Pensioner took keys from getaway car while man robbed gift store

Barrister says James Gleeson ‘didn’t display a particular expertise in the offence’

The keys were removed from the ignition of a thief’s getaway car while he held up Bunratty, Co Clare a gift store with a bayonet knife and stole €128 in cash, a court has heard. Image: Google streetview

The keys were removed from the ignition of a thief’s getaway car while he held up Bunratty, Co Clare a gift store with a bayonet knife and stole €128 in cash, a court has heard. Image: Google streetview

 

The keys were removed from the ignition of a thief’s getaway car while he held up Co Clare a gift store with a bayonet knife and stole €128 in cash, a court has heard.

James Gleeson (32) appeared before Ennis Circuit Court on Wednesday over the incident on February 15th last outside The Blarney Woollen Mills in Bunratty, during which he wore household Marigold gloves and a balaclava.

Gleeson left his car running but a pensioner who was having lunch at the nearby Creamery pub crossed the road and removed the keys after hearing a robbery was taking place.

Garda Pat Harte said Gleeson, of Kilnasoola Park, Newmarket on Fergus, got into his car and discovered the keys were gone and “started to shake the steering wheel”. He got out of the car and asked onlookers who had taken the keys before making off on foot.

The man (67) who removed the keys gave chase with other witnesses and Gleeson was arrested by gardaí minutes later.

Judge Gerald Keys said that only for the quick thinking and bravery of the man who took the keys, Gleeson may not have been caught.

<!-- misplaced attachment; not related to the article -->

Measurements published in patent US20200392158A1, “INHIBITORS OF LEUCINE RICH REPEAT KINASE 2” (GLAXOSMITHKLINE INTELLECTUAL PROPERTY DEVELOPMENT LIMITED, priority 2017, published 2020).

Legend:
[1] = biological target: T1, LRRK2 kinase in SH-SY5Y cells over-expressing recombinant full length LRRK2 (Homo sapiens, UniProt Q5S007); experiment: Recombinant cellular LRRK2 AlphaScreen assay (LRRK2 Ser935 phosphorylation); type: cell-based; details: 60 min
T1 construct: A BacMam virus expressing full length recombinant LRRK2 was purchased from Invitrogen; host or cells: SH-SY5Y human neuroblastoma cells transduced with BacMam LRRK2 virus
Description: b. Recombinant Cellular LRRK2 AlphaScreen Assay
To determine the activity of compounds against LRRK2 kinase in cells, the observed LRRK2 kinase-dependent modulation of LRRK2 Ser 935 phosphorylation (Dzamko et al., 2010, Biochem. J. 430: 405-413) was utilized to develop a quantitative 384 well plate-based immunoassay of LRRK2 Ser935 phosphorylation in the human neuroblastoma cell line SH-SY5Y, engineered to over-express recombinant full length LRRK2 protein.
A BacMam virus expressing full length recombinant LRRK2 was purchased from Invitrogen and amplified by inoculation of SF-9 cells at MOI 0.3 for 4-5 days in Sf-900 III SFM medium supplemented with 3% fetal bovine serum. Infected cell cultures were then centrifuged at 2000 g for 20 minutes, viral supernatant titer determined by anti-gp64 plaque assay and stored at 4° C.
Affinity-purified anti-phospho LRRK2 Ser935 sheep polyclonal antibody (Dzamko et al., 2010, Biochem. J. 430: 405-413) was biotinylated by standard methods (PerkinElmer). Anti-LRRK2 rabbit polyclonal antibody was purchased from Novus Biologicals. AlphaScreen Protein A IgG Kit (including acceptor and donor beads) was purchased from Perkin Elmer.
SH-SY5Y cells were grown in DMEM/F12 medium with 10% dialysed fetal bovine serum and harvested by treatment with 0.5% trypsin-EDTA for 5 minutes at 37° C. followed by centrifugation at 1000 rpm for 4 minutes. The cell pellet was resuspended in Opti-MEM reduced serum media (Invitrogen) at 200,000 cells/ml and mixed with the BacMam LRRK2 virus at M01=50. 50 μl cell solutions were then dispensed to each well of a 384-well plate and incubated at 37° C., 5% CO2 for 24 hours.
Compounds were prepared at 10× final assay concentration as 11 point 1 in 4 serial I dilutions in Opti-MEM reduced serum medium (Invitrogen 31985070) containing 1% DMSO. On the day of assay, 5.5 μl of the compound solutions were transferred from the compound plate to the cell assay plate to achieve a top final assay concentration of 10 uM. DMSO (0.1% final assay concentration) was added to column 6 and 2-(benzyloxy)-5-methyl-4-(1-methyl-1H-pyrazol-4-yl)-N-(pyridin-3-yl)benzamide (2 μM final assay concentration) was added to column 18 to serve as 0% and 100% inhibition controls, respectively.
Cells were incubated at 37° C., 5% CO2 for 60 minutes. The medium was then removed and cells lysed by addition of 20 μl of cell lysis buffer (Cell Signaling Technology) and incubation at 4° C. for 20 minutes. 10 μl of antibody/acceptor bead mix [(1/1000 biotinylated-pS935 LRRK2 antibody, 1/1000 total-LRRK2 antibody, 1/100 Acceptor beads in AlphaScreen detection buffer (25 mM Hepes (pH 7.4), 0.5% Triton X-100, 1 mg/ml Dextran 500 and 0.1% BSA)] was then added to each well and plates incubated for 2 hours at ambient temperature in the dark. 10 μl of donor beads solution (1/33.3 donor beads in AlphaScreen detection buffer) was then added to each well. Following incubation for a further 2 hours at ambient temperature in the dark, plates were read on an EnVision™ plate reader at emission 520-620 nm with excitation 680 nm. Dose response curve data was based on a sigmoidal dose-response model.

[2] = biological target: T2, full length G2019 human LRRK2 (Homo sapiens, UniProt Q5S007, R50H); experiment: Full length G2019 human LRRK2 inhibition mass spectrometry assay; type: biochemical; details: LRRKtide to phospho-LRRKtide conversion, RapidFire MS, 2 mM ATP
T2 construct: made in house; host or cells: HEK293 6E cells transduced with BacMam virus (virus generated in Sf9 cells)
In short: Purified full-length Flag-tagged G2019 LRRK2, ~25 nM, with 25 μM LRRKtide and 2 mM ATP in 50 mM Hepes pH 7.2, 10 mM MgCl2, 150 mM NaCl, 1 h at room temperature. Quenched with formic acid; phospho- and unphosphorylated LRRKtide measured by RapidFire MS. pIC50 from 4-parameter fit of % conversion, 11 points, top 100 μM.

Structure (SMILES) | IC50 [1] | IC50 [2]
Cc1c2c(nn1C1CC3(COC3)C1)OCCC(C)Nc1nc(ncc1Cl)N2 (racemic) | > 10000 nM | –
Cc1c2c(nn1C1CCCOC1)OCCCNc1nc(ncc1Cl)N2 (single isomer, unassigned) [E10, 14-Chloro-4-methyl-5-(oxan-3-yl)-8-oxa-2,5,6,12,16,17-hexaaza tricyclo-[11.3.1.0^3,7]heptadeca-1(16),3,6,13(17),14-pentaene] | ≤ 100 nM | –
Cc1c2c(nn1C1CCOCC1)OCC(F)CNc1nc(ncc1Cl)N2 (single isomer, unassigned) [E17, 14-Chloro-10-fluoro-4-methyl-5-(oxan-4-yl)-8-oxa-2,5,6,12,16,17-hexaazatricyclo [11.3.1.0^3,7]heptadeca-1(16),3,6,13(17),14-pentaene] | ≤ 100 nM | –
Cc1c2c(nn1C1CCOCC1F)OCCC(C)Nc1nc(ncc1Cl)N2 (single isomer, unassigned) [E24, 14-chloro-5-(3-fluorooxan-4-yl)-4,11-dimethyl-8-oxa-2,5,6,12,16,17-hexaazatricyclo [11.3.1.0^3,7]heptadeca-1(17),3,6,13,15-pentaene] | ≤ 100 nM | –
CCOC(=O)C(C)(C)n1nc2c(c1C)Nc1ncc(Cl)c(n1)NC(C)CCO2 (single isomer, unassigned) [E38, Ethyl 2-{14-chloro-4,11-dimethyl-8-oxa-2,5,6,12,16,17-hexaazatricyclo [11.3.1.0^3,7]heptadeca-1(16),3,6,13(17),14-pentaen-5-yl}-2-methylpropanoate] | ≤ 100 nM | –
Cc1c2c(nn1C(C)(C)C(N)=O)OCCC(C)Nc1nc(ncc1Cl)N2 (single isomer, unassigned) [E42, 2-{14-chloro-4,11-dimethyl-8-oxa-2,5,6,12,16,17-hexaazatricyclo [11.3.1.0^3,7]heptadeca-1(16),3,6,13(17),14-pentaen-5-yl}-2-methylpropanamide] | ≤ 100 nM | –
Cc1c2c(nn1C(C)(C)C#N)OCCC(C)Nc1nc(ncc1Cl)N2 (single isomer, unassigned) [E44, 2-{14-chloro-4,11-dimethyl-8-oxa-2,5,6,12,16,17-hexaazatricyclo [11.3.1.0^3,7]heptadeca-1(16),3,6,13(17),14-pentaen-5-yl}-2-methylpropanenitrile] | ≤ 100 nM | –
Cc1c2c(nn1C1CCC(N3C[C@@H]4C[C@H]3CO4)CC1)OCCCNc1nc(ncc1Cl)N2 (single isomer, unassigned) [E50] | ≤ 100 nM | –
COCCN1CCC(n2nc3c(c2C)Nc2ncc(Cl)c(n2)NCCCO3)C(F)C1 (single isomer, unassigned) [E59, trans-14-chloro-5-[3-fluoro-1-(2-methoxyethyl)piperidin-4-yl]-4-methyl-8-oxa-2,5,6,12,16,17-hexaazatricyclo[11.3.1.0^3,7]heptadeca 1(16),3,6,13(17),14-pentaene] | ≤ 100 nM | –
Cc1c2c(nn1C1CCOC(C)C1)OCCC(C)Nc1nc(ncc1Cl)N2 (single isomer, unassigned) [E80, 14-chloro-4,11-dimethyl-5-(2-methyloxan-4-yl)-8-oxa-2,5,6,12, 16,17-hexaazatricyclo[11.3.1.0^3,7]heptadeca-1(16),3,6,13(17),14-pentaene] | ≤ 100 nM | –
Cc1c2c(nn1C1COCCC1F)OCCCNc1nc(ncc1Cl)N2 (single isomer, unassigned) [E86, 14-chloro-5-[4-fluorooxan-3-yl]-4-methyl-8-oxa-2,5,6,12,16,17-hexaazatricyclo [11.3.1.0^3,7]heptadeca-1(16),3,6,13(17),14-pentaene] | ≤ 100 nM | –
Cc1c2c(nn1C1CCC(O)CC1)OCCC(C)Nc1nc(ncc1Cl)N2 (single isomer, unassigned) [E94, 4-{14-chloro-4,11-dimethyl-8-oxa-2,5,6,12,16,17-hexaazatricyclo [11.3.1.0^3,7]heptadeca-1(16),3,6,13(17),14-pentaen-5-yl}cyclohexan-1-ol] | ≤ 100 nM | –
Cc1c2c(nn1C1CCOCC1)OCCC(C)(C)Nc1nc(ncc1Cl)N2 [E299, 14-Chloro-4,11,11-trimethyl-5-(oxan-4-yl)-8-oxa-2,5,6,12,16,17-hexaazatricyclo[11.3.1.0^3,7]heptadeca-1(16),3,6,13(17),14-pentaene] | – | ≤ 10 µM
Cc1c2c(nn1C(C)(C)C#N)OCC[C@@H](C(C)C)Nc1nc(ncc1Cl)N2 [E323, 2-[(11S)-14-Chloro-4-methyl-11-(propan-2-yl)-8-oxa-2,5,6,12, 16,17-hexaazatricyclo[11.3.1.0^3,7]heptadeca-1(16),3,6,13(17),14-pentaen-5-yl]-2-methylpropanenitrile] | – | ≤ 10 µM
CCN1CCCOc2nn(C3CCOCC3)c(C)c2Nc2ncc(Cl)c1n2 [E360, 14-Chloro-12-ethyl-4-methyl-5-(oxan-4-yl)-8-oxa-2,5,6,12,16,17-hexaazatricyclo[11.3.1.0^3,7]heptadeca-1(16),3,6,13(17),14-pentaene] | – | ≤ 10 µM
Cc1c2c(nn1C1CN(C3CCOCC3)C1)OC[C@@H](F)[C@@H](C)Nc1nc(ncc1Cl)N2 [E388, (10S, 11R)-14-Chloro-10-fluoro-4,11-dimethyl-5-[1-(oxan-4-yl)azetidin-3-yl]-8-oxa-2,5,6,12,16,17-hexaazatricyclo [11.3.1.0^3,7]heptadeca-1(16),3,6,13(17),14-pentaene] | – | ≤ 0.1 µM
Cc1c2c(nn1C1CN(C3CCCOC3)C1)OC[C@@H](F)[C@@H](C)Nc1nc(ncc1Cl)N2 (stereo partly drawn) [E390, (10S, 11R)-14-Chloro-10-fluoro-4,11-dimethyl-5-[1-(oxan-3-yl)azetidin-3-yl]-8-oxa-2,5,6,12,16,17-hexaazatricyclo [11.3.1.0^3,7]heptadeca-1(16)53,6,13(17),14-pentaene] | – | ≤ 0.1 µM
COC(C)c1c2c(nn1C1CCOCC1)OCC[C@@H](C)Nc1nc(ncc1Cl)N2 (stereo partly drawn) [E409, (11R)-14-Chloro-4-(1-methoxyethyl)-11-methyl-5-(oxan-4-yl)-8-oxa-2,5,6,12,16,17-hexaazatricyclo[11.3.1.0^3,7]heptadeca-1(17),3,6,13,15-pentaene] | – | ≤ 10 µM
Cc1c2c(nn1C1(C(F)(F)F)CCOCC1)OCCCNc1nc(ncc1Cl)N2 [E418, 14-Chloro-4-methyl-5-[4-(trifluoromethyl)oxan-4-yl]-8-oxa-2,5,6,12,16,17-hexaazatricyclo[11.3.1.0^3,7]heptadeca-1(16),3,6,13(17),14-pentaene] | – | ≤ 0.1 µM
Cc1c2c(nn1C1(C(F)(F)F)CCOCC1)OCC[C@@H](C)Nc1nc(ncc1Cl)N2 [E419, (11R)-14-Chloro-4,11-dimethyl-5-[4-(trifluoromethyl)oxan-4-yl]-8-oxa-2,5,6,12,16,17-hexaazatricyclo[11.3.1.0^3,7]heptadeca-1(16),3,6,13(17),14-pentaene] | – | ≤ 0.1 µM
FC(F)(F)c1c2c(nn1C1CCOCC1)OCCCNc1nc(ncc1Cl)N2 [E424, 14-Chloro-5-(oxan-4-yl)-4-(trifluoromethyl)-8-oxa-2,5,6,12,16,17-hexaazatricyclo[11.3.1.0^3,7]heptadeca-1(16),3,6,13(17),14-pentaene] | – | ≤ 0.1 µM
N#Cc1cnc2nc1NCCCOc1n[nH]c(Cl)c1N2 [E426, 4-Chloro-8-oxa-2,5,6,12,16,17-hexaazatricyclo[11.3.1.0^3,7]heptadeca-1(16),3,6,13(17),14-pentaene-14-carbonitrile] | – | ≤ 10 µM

He jailed Gleeson for three years with the final year suspended after he pleaded guilty to robbery and producing a knife.

‘Desperation’

In a letter read out in court by his barrister Brian McInerney, Gleeson said: “I am not a criminal mastermind. I am just an addict who acted out of desperation, but I know there is no excuse for my actions.”

Mr McInerney said his client “didn’t display a particular expertise in the offence” and effectively put a flashing light over his head saying “I’m up to no good” by driving to the door, leaving his car running and entering the establishment wearing Marigold gloves.

Inside the Meadows and Byrne store, Gleeson told staff “I promise no one will get hurt if you just open the till”. He tried to do so with his knife but failed. A staff member then obliged and Gleeson made off with €128.

Gleeson, who has 11 previous convictions, apologised to Meadows & Byrne staff for the upset and fear caused by his actions.

Mr McInerney said “is a chronic heroin addict who was forced into doing this”.

“He owed money to wicked and evil people involved in drug dealing who effectively instructed him to do this. He would have been in genuine fear for his safety if he had complied with this order.”

Judge Keys said he did not believe prison was the place to go for a recovering addict but that his “hands are tied” due to the lack of addiction centres.